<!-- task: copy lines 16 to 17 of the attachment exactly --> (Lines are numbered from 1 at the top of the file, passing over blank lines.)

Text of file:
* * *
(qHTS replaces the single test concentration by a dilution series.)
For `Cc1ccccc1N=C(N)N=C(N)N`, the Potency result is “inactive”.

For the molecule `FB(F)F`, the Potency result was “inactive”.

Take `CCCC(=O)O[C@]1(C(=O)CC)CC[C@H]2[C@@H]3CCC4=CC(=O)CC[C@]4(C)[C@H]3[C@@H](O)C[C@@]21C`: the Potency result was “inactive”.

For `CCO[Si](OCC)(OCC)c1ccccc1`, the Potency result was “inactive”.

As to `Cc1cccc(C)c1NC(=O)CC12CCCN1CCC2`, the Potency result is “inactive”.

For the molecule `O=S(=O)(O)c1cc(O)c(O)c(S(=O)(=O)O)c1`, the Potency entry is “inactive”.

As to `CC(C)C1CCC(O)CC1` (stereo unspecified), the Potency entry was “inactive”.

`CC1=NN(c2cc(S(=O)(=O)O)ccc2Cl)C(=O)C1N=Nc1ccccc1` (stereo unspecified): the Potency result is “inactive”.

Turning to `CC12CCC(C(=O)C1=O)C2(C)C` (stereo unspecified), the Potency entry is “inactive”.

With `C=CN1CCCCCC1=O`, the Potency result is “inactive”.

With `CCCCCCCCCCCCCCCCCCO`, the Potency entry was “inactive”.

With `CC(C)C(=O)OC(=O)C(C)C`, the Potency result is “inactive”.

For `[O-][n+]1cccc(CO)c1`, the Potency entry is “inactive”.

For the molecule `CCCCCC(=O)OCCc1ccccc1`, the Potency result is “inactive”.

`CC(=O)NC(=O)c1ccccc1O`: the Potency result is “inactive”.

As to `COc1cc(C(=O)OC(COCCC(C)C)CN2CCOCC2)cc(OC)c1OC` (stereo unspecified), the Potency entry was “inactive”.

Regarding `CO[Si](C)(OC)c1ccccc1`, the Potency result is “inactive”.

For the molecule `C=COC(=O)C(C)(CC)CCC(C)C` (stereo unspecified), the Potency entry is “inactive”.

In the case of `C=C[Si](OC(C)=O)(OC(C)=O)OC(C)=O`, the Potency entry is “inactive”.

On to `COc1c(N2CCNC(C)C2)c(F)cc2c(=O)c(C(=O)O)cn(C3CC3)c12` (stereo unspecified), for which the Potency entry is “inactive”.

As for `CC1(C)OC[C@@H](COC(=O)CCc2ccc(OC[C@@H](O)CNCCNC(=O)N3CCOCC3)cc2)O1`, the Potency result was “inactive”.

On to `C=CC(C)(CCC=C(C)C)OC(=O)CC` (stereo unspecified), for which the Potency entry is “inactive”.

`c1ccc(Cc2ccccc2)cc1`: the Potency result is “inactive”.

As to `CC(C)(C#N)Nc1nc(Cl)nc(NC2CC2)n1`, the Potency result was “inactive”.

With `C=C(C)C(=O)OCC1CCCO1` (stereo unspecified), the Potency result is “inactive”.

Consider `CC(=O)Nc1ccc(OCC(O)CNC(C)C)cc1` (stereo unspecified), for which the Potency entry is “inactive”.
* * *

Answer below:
`CC(=O)NC(=O)c1ccccc1O`: the Potency result is “inactive”.

As to `COc1cc(C(=O)OC(COCCC(C)C)CN2CCOCC2)cc(OC)c1OC` (stereo unspecified), the Potency entry was “inactive”.